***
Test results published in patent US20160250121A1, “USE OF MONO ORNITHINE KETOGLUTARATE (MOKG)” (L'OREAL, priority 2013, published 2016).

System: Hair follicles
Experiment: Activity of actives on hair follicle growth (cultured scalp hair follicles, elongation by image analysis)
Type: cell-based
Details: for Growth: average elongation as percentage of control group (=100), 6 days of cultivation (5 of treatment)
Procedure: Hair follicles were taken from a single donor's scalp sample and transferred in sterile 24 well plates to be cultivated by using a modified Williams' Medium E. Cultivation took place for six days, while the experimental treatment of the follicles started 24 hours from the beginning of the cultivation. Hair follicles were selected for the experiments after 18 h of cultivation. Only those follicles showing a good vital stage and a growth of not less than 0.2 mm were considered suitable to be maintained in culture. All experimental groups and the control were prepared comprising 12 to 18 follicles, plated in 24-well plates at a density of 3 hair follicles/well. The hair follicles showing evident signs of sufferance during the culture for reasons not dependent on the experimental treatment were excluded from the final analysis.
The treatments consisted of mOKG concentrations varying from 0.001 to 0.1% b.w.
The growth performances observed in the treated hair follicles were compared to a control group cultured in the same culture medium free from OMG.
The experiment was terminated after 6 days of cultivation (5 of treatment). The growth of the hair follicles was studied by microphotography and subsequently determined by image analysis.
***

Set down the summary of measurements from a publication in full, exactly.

Test results published in patent US20160250121A1, “USE OF MONO ORNITHINE KETOGLUTARATE (MOKG)” (L'OREAL, priority 2013, published 2016).

System: Hair follicles
Experiment: Activity of actives on hair follicle growth (cultured scalp hair follicles, elongation by image analysis)
Type: cell-based
Details: for Growth: average elongation as percentage of control group (=100), 6 days of cultivation (5 of treatment)
Procedure: Hair follicles were taken from a single donor's scalp sample and transferred in sterile 24 well plates to be cultivated by using a modified Williams' Medium E. Cultivation took place for six days, while the experimental treatment of the follicles started 24 hours from the beginning of the cultivation. Hair follicles were selected for the experiments after 18 h of cultivation. Only those follicles showing a good vital stage and a growth of not less than 0.2 mm were considered suitable to be maintained in culture. All experimental groups and the control were prepared comprising 12 to 18 follicles, plated in 24-well plates at a density of 3 hair follicles/well. The hair follicles showing evident signs of sufferance during the culture for reasons not dependent on the experimental treatment were excluded from the final analysis.
The treatments consisted of mOKG concentrations varying from 0.001 to 0.1% b.w.
The growth performances observed in the treated hair follicles were compared to a control group cultured in the same culture medium free from OMG.
The experiment was terminated after 6 days of cultivation (5 of treatment). The growth of the hair follicles was studied by microphotography and subsequently determined by image analysis.